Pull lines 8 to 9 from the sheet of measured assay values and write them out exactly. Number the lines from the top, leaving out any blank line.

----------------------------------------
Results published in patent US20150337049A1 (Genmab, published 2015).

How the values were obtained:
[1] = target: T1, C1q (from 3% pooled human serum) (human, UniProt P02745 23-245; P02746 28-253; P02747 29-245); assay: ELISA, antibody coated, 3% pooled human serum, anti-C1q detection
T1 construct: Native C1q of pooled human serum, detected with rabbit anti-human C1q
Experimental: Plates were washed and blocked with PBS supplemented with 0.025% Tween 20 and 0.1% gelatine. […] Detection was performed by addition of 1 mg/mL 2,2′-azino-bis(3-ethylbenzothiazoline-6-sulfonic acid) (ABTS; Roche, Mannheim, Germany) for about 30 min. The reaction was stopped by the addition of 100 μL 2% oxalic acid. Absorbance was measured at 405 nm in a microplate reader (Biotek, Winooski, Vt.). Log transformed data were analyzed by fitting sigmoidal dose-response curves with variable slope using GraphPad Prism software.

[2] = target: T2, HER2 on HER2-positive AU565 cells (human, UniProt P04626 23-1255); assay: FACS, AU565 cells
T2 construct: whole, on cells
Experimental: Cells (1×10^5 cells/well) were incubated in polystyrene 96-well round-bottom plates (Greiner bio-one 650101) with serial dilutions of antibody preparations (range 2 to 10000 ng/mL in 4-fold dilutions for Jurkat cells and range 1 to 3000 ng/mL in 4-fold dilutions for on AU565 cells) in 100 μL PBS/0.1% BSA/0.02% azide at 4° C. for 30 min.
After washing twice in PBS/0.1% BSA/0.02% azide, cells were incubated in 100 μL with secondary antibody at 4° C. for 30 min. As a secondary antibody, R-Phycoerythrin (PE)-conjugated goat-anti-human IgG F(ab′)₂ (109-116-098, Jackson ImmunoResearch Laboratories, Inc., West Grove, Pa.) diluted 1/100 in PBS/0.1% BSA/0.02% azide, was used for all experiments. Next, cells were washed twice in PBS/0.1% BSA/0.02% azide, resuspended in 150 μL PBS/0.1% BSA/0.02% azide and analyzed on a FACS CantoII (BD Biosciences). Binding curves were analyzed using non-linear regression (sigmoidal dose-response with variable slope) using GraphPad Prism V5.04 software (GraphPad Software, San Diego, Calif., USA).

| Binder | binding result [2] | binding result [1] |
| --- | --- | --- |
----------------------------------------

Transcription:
Experimental: Cells (1×10^5 cells/well) were incubated in polystyrene 96-well round-bottom plates (Greiner bio-one 650101) with serial dilutions of antibody preparations (range 2 to 10000 ng/mL in 4-fold dilutions for Jurkat cells and range 1 to 3000 ng/mL in 4-fold dilutions for on AU565 cells) in 100 μL PBS/0.1% BSA/0.02% azide at 4° C. for 30 min.
After washing twice in PBS/0.1% BSA/0.02% azide, cells were incubated in 100 μL with secondary antibody at 4° C. for 30 min. As a secondary antibody, R-Phycoerythrin (PE)-conjugated goat-anti-human IgG F(ab′)₂ (109-116-098, Jackson ImmunoResearch Laboratories, Inc., West Grove, Pa.) diluted 1/100 in PBS/0.1% BSA/0.02% azide, was used for all experiments. Next, cells were washed twice in PBS/0.1% BSA/0.02% azide, resuspended in 150 μL PBS/0.1% BSA/0.02% azide and analyzed on a FACS CantoII (BD Biosciences). Binding curves were analyzed using non-linear regression (sigmoidal dose-response with variable slope) using GraphPad Prism V5.04 software (GraphPad Software, San Diego, Calif., USA).